The Votes Have Been Counted and the Winner is…

It would be hubris to think that these results are solely down to the email programs of the different parties but email surely played its part.

At the end of the day, political parties sell personalities. They talk about policies but those only matter if the voters have faith in the politicians who turn those policies into law. In other words, it is all about relationships. As we all know, email is the best channel for building relationships and the channel through which consumers want to build and maintain relationships with brands.

Both Labour and the Liberal Democrats did a better job of building these relationships. First, they sent more emails. It is always a fine balance of sending enough and sending too many but clearly the three or four emails sent by the Conservatives did not do the job. Similarly, the emails from Labour and the Liberal Democrats were a good mix of putting forth their policies and partisan campaigning with messages designed to motivate their supporters to get out and vote on the day.

Where all of the parties fell down was in nurturing undecided voters. They all assumed that people signing up to receive their emails were die-hard supporters. There was no attempt made to identify where we were on our journey to supporting their party. This caused issues right from the start. In many cases, we thought we were signing up to receive emails and we found ourselves on pages that talked about “membership,” “accounts” and “public profiles”. Instead, they should have asked to get to know us better with questions like:

  • What is your relationship with the party?
  • What issues interest you?
  • Are you planning to vote?

Email is the best marketing tool for building relationships and relationships are built on two-way communications. The political parties that actually bothered to send emails made little to no effort to build relationships with their email programs. Labour and the Liberal Democrats were both in the little effort camp and that effort paid off on polling day.

The post The Votes Have Been Counted and the Winner is… appeared first on The Email Marketing Blog.

Reblogged 6 months ago from blog.dotmailer.com

And the winner is…

We held a contest and received entries from Magento developers around the world. After much anticipation, we are very excited to announce that Simon Sprankel will be joining the dotmailer team at this year’s Magento Imagine conference! We got to sit down and learn a little bit more about our lucky winner…

When did you become a Magento developer?

Good question! I just had a look at the local.xml of one of my oldest shops and fortunately, it matched my memories. I started playing with it in 2010 with Magento 1.3 and my first shop was released in 2011 (Magento 1.4, I guess). It was a small shop for the boss of a local store, where I worked as an assistant. The online shop was first built with xt:Commerce and after a while, it was no longer a suitable solution any more. I studied computer science, so I got the request to look for a new solution. Magento was clearly the new rising star in the ecommerce stratosphere, so I quickly decided for go with it. And so, the journey began…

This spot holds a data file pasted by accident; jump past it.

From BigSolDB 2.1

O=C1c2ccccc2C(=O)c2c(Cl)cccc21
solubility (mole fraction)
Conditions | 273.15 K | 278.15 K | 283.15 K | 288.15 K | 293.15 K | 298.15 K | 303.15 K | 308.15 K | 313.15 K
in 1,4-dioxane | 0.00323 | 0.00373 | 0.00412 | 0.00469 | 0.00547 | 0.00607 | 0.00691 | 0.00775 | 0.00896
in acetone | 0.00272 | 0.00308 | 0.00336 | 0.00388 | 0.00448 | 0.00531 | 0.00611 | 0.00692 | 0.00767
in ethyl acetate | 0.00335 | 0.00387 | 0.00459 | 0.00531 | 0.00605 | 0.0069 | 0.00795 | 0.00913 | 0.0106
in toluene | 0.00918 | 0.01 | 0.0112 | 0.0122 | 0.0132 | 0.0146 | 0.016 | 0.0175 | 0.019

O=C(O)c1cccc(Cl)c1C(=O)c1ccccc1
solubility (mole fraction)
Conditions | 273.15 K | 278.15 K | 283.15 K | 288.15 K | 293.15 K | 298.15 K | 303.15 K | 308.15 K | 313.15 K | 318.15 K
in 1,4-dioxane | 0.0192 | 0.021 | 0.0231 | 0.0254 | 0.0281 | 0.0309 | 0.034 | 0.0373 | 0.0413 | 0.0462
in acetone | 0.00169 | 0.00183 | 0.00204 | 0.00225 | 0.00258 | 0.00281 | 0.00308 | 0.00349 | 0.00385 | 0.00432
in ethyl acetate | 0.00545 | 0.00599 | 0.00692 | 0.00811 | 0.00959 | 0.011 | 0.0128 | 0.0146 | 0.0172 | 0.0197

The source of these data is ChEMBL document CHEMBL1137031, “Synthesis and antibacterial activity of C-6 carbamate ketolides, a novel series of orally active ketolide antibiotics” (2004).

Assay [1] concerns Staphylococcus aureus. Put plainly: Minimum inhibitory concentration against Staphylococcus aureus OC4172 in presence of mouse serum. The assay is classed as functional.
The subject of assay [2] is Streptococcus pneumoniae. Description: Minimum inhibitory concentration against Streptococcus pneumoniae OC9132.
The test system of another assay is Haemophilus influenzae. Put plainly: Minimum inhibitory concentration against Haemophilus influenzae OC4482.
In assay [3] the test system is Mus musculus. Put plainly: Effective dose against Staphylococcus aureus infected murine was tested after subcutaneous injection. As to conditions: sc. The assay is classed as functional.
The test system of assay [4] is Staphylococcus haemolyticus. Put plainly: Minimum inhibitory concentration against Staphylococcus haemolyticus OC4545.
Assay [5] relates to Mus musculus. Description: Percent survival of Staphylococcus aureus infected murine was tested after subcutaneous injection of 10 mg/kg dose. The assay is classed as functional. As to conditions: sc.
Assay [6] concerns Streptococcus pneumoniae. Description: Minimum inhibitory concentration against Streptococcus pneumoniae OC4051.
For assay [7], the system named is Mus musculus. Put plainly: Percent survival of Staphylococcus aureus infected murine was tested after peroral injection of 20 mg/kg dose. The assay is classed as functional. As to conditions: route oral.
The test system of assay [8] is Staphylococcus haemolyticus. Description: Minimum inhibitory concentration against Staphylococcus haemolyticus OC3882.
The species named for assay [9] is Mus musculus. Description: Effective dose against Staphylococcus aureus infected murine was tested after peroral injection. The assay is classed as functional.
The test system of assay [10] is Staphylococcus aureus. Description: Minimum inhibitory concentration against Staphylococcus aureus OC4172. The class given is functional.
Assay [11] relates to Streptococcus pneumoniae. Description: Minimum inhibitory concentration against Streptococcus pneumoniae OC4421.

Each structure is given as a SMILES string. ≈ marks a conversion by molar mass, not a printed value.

Until mid-2014, I developed Magento stores on a part-time basis during my studies. Since October 2014, I have been doing it full time as a freelancer. I started selling extensions under the name of Modulwerft last year as well.

Tell us what you like most about Magento?

I really love the flexibility of Magento – you can simply customize it to your needs. You can develop customizations in a clean and future-proof way. This got a major bump with M2 as well. Now, finally being able to contribute to the Magento core via GitHub is a big plus as well.

Besides these technical advantages, it is the Magento community, which makes working in this area fun. The Magento community is open, friendly and cooperative – this is amazing! I love getting to know new people or meeting old colleagues on conferences, hackathons and other events.

Have you attended Imagine before?

No, I have not, so I am sooo excited to go there! For a freelancer from Europe, all the costs for Imagine are too high to justify it from a business perspective. Hence, this seems to be a one-time opportunity to experience this core Magento event. I have been to quite a few European Magento conferences so far, so I am looking forward to comparing Imagine with those. I guess Americans tend to create even more thrilling events and know how to party, so this should be fun!

What are you looking forward to at this Imagine?

I am really looking forward to just being there; I have heard a few things, but could never really understand it all. What will probably make this event unique for me is that I will meet people from the American Magento community. I know many people from Germany and many from Europe as well, but I have never met any American community members in person. So come and say hello!

Apart from that, I guess the sessions will be awesome as well. Many people propose talks for Imagine and only a few are accepted, so the quality should be quite high.

What are the top sessions you are looking forward to attending?

I think there are three sessions I am looking forward to the most. First, “How to Pass the Magento Marketplace Extension Quality Program” since I am trying to grow my extension business, so this is a highly important topic for me. Second, “Expert Guidance on Migrating from Magento 1 to Magento 2”, because I have many existing customers, which need to be migrated to Magento and because Magento 2 will finally be my start of using composer (yay!). Lastly, “Making Your Life Easier with the Magento 2 CLI”, because you never know enough about the CLI.